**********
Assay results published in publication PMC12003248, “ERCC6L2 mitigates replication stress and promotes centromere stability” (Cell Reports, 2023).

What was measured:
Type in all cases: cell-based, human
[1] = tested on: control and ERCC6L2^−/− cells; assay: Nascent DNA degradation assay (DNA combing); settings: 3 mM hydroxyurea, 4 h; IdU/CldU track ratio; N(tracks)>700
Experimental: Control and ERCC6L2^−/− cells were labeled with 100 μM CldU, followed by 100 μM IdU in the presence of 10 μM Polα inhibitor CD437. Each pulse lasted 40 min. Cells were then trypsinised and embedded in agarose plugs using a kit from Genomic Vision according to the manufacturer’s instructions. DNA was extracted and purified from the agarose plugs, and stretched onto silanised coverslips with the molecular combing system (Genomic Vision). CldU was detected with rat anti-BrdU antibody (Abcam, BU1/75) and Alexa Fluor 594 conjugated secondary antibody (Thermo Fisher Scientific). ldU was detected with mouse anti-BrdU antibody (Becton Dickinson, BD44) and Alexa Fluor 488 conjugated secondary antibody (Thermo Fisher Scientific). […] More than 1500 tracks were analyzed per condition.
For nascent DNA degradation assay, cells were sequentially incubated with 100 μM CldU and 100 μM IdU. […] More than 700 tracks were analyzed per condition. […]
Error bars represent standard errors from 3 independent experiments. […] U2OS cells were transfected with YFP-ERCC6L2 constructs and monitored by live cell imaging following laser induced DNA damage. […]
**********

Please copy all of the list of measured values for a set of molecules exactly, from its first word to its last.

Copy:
Assay results published in publication PMC12003248, “ERCC6L2 mitigates replication stress and promotes centromere stability” (Cell Reports, 2023).

What was measured:
Type in all cases: cell-based, human
[1] = tested on: control and ERCC6L2^−/− cells; assay: Nascent DNA degradation assay (DNA combing); settings: 3 mM hydroxyurea, 4 h; IdU/CldU track ratio; N(tracks)>700
Experimental: Control and ERCC6L2^−/− cells were labeled with 100 μM CldU, followed by 100 μM IdU in the presence of 10 μM Polα inhibitor CD437. Each pulse lasted 40 min. Cells were then trypsinised and embedded in agarose plugs using a kit from Genomic Vision according to the manufacturer’s instructions. DNA was extracted and purified from the agarose plugs, and stretched onto silanised coverslips with the molecular combing system (Genomic Vision). CldU was detected with rat anti-BrdU antibody (Abcam, BU1/75) and Alexa Fluor 594 conjugated secondary antibody (Thermo Fisher Scientific). ldU was detected with mouse anti-BrdU antibody (Becton Dickinson, BD44) and Alexa Fluor 488 conjugated secondary antibody (Thermo Fisher Scientific). […] More than 1500 tracks were analyzed per condition.
For nascent DNA degradation assay, cells were sequentially incubated with 100 μM CldU and 100 μM IdU. […] More than 700 tracks were analyzed per condition. […]
Error bars represent standard errors from 3 independent experiments. […] U2OS cells were transfected with YFP-ERCC6L2 constructs and monitored by live cell imaging following laser induced DNA damage. […]